Life is Strange: Episode 2 is full of hard decisions..
*pleasurable grunt* Life is Strange has one of the best soundtracks to a game that I’ve ever heard. Jonathan Morali and his band Syd Matters who are behind choice of music and the original score together are a genius. I could spend hours just wandering through the town of Arcadia Bay exploring every nook and cranny with this in the background if I weren’t already overly invested in the story, and this time the choices aren’t as simple as we first experienced in the debut episode.
I’ll warn you now though, if you haven’t played the first episode, expect many spoilers in this review. You have been warned, so don’t be grumpy.
In the last episode we left Max, Chloe and Arcadia Bay in the midst of a snow storm, a completely freak event which really shouldn’t be happening. That’s because there’s a storm brewing and Max knows exactly what’s going to happen. This episode starts off with Max climbing out of bed to start her day, much like a typical teenage girl it’s time to shower, freshen up, and begin a long day of learning. Unfortunately that doesn’t quite go as planned.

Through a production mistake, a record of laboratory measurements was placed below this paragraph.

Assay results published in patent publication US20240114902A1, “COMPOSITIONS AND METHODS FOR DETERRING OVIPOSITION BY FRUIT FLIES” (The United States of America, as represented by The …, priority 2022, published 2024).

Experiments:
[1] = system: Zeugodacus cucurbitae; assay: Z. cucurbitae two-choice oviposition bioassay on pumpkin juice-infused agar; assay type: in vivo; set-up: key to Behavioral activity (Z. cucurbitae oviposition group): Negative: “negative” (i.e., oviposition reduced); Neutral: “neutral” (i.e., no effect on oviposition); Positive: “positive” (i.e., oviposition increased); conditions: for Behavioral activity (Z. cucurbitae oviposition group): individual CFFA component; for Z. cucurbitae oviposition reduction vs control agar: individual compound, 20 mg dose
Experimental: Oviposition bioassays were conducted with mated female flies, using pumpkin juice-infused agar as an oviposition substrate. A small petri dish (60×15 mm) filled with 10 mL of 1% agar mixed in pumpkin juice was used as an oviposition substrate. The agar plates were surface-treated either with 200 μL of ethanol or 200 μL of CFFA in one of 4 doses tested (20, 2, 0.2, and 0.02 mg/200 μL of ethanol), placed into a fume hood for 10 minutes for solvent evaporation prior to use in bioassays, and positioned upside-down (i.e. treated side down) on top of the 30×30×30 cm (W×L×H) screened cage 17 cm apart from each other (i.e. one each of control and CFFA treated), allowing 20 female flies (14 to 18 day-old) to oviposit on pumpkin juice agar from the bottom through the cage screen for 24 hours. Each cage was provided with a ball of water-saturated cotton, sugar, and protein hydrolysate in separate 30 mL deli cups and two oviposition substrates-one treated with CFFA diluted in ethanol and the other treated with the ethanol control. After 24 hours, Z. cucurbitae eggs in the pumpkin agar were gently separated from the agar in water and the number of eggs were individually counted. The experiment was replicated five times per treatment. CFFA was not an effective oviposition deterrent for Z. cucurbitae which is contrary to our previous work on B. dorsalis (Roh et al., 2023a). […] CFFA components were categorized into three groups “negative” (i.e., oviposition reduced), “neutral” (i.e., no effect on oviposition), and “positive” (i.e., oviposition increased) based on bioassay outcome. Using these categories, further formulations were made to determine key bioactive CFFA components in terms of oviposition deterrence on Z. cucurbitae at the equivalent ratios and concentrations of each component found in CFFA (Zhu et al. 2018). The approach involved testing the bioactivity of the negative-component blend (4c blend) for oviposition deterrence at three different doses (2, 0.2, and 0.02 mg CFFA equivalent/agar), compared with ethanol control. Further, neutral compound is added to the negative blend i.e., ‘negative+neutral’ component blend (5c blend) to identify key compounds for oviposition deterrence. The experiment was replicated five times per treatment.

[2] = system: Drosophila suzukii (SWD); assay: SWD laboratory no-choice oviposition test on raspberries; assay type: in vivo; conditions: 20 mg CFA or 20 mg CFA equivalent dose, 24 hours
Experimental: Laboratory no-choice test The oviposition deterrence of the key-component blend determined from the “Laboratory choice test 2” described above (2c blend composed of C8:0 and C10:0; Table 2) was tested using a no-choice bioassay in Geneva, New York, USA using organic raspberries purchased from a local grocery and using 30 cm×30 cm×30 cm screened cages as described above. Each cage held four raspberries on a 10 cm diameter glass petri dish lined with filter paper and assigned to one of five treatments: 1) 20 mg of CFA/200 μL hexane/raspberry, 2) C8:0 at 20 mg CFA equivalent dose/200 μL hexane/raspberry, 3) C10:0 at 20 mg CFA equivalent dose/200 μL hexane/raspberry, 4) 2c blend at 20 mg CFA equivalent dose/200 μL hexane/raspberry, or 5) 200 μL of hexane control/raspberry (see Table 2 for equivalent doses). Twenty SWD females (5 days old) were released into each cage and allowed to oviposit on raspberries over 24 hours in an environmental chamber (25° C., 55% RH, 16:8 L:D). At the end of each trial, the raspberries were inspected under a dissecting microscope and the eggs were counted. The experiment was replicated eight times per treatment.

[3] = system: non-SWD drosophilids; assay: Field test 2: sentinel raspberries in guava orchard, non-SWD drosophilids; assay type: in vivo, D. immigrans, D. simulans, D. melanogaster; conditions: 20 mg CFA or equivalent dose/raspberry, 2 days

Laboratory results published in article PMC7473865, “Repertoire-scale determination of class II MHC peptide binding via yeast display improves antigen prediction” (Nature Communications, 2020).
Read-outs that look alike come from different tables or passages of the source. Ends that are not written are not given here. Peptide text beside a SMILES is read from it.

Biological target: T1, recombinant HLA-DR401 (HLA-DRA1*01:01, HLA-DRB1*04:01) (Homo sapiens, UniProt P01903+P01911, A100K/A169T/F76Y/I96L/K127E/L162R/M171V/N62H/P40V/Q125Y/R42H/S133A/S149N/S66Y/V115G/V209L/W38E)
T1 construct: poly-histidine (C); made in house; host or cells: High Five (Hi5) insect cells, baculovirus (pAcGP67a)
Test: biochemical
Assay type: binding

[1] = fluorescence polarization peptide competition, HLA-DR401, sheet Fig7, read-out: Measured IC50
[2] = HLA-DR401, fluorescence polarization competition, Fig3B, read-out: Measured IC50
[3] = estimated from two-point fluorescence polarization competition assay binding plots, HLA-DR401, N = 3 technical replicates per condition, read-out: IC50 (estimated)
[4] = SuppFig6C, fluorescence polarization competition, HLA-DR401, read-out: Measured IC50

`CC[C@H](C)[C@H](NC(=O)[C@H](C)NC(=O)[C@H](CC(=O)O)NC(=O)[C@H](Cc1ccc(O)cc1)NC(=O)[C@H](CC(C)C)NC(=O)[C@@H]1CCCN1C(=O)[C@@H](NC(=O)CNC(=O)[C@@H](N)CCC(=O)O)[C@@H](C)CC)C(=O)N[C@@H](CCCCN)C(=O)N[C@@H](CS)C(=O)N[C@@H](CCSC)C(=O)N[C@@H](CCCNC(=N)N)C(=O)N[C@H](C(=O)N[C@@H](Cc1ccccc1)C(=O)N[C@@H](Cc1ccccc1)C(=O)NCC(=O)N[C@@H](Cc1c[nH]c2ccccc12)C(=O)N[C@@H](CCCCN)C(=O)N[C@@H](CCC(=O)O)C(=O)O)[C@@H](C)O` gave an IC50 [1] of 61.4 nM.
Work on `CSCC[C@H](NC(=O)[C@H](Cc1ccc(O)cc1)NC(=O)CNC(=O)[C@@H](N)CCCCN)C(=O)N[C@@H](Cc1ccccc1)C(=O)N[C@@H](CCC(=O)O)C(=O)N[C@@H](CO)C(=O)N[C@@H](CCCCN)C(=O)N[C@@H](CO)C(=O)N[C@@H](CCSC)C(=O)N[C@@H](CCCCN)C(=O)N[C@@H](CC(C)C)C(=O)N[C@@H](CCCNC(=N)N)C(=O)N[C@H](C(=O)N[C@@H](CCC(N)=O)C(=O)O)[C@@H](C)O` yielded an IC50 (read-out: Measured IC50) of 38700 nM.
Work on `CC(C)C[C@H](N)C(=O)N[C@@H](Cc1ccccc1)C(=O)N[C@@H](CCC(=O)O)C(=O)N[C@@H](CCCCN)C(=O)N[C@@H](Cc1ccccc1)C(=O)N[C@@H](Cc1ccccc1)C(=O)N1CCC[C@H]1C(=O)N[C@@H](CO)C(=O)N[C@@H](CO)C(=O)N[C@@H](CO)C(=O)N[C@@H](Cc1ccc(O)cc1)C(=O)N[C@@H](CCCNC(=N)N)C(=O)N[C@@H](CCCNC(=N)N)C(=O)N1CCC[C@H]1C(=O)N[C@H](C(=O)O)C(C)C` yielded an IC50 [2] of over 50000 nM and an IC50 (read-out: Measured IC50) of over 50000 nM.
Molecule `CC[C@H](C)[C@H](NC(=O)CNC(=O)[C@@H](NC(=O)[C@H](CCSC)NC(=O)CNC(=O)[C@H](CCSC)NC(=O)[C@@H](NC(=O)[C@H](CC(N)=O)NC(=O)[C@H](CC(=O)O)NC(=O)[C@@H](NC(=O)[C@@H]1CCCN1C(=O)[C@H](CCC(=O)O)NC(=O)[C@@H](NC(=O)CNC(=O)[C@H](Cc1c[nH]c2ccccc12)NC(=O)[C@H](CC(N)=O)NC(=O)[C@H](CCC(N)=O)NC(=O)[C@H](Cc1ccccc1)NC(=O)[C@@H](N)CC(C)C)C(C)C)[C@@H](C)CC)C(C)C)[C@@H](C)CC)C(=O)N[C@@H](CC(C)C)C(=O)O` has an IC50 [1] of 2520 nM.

Remember in the last episode when we decided whether to help Max’s friend Kate or not when she was being harassed by David Madsen? Yeah, well I decided not to step in and take a picture instead, y’know as evidence. Unfortunately that decision is about to bite me in the ass as Kate isn’t happy with Max at all. But it’ll be all right in the end, right? After a fairly awkward conversation in the shower room and an equally awkward shower scene, we start to discover exactly why Kate is so upset. Good old Nathan strikes again.
As you know from episode one, Nathan seems to be a bit of a serial rapist. Though that isn’t revealed so bluntly, that’s heavily implied from both Chloe (that’s the reason why they had the altercation to begin with), and now Kate as she confides in Max later on in the episode after word reaches you that Kate is in some sort of soul destroying and embarrassing viral video. And depending on what you decide the outcome can drastically change the future of the episode.
Much like the first episode, Life is Strange throws you into the life of a modern teenager today, with gossiping, teenage angst, bitter rivalries, social networking and viral videos. It’s a testament to the struggles teenagers are likely experiencing nowadays, and as someone who hasn’t been in that environment for around ten years, it shows you just exactly how things have changed.. or not so much. DONTNOD have done a fantastic job of capturing life as a teenager, there’s no doubt about that.. even if they’re still struggling to get the speech and mouth movements to sync up.